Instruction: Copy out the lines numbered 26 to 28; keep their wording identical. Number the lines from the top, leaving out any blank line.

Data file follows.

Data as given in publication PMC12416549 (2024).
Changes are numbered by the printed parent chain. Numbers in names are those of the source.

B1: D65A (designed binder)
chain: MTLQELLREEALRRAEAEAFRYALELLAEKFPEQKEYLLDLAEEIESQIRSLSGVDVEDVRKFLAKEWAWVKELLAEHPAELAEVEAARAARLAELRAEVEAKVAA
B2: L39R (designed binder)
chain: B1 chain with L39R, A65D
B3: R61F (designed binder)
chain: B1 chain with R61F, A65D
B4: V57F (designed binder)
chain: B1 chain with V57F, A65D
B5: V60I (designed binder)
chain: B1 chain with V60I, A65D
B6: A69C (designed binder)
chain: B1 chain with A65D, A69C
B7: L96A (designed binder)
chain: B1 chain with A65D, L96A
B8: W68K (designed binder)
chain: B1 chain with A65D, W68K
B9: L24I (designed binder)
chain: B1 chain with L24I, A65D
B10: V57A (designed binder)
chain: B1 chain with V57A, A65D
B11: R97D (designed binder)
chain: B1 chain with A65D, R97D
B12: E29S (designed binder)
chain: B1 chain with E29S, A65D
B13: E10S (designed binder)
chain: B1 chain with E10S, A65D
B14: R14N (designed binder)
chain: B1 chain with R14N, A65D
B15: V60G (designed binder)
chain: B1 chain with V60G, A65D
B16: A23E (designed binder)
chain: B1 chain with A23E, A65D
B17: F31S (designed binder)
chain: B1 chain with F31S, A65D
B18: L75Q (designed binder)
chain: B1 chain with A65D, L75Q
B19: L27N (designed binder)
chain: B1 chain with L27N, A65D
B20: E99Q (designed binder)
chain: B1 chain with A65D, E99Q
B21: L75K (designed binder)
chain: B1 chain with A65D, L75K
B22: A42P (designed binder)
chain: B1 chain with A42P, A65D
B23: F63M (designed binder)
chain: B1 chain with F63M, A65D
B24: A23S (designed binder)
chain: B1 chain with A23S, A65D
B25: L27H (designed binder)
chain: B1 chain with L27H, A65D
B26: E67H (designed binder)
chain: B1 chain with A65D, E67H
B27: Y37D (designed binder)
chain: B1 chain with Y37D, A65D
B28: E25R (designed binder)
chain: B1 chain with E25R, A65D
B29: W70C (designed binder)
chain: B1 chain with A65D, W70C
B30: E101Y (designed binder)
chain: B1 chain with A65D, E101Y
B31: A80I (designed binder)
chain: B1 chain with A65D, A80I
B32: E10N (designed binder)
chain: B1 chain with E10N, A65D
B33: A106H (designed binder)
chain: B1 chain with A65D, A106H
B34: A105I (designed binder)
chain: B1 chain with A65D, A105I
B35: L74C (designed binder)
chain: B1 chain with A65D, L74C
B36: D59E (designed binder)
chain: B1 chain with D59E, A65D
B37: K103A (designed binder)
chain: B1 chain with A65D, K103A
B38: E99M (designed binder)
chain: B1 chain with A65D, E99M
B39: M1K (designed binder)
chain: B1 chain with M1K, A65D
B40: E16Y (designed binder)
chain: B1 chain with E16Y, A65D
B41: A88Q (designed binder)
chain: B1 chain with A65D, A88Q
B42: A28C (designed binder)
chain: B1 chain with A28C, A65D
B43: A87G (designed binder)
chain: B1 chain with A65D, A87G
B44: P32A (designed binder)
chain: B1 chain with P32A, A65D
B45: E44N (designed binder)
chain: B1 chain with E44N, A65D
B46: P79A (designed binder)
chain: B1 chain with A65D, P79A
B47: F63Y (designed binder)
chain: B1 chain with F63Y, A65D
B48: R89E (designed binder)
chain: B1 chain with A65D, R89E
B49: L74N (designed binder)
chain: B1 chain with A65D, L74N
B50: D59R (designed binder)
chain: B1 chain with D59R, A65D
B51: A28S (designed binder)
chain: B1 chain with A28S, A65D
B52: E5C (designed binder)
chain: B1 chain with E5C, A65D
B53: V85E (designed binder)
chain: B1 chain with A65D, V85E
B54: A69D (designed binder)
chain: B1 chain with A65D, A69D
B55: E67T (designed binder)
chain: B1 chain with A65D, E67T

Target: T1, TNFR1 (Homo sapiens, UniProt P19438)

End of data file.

chain: B1 chain with E29S, A65D
B13: E10S (designed binder)
chain: B1 chain with E10S, A65D